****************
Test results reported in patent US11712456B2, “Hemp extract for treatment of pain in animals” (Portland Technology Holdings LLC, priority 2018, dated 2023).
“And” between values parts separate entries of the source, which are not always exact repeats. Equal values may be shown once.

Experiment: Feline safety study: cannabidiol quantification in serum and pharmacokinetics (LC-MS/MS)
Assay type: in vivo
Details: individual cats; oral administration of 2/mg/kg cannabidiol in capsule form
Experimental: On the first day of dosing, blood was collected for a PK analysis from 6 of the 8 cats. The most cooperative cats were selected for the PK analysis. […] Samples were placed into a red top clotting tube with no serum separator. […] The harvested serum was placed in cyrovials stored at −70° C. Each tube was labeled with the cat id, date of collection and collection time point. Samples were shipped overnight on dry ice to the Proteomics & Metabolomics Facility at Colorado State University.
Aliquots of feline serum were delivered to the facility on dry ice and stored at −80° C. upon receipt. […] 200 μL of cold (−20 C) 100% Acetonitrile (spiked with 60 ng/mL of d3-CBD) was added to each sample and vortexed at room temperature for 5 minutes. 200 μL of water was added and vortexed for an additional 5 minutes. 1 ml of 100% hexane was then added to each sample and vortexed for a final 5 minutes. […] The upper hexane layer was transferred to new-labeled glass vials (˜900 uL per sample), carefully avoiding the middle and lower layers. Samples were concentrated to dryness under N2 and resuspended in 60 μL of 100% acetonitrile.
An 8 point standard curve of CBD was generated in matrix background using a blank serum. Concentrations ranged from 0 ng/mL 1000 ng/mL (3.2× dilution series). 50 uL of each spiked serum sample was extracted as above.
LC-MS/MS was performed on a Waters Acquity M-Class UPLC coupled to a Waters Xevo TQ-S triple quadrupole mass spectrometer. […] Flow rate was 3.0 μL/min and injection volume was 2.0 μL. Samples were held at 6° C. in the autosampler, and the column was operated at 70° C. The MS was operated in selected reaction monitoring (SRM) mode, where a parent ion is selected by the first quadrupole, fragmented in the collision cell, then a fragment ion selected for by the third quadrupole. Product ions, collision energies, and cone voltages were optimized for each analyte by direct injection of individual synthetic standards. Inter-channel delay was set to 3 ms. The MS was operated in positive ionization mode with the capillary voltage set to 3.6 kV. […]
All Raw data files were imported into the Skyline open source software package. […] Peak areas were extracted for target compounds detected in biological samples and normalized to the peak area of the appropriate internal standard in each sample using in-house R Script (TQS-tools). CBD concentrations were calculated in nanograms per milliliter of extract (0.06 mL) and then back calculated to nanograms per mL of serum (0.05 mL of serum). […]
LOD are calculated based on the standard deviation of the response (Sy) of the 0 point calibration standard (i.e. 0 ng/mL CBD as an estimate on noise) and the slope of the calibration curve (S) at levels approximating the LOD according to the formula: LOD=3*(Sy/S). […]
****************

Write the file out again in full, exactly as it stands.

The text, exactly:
Test results reported in patent US11712456B2, “Hemp extract for treatment of pain in animals” (Portland Technology Holdings LLC, priority 2018, dated 2023).
“And” between values parts separate entries of the source, which are not always exact repeats. Equal values may be shown once.

Experiment: Feline safety study: cannabidiol quantification in serum and pharmacokinetics (LC-MS/MS)
Assay type: in vivo
Details: individual cats; oral administration of 2/mg/kg cannabidiol in capsule form
Experimental: On the first day of dosing, blood was collected for a PK analysis from 6 of the 8 cats. The most cooperative cats were selected for the PK analysis. […] Samples were placed into a red top clotting tube with no serum separator. […] The harvested serum was placed in cyrovials stored at −70° C. Each tube was labeled with the cat id, date of collection and collection time point. Samples were shipped overnight on dry ice to the Proteomics & Metabolomics Facility at Colorado State University.
Aliquots of feline serum were delivered to the facility on dry ice and stored at −80° C. upon receipt. […] 200 μL of cold (−20 C) 100% Acetonitrile (spiked with 60 ng/mL of d3-CBD) was added to each sample and vortexed at room temperature for 5 minutes. 200 μL of water was added and vortexed for an additional 5 minutes. 1 ml of 100% hexane was then added to each sample and vortexed for a final 5 minutes. […] The upper hexane layer was transferred to new-labeled glass vials (˜900 uL per sample), carefully avoiding the middle and lower layers. Samples were concentrated to dryness under N2 and resuspended in 60 μL of 100% acetonitrile.
An 8 point standard curve of CBD was generated in matrix background using a blank serum. Concentrations ranged from 0 ng/mL 1000 ng/mL (3.2× dilution series). 50 uL of each spiked serum sample was extracted as above.
LC-MS/MS was performed on a Waters Acquity M-Class UPLC coupled to a Waters Xevo TQ-S triple quadrupole mass spectrometer. […] Flow rate was 3.0 μL/min and injection volume was 2.0 μL. Samples were held at 6° C. in the autosampler, and the column was operated at 70° C. The MS was operated in selected reaction monitoring (SRM) mode, where a parent ion is selected by the first quadrupole, fragmented in the collision cell, then a fragment ion selected for by the third quadrupole. Product ions, collision energies, and cone voltages were optimized for each analyte by direct injection of individual synthetic standards. Inter-channel delay was set to 3 ms. The MS was operated in positive ionization mode with the capillary voltage set to 3.6 kV. […]
All Raw data files were imported into the Skyline open source software package. […] Peak areas were extracted for target compounds detected in biological samples and normalized to the peak area of the appropriate internal standard in each sample using in-house R Script (TQS-tools). CBD concentrations were calculated in nanograms per milliliter of extract (0.06 mL) and then back calculated to nanograms per mL of serum (0.05 mL of serum). […]
LOD are calculated based on the standard deviation of the response (Sy) of the 0 point calibration standard (i.e. 0 ng/mL CBD as an estimate on noise) and the slope of the calibration curve (S) at levels approximating the LOD according to the formula: LOD=3*(Sy/S). […]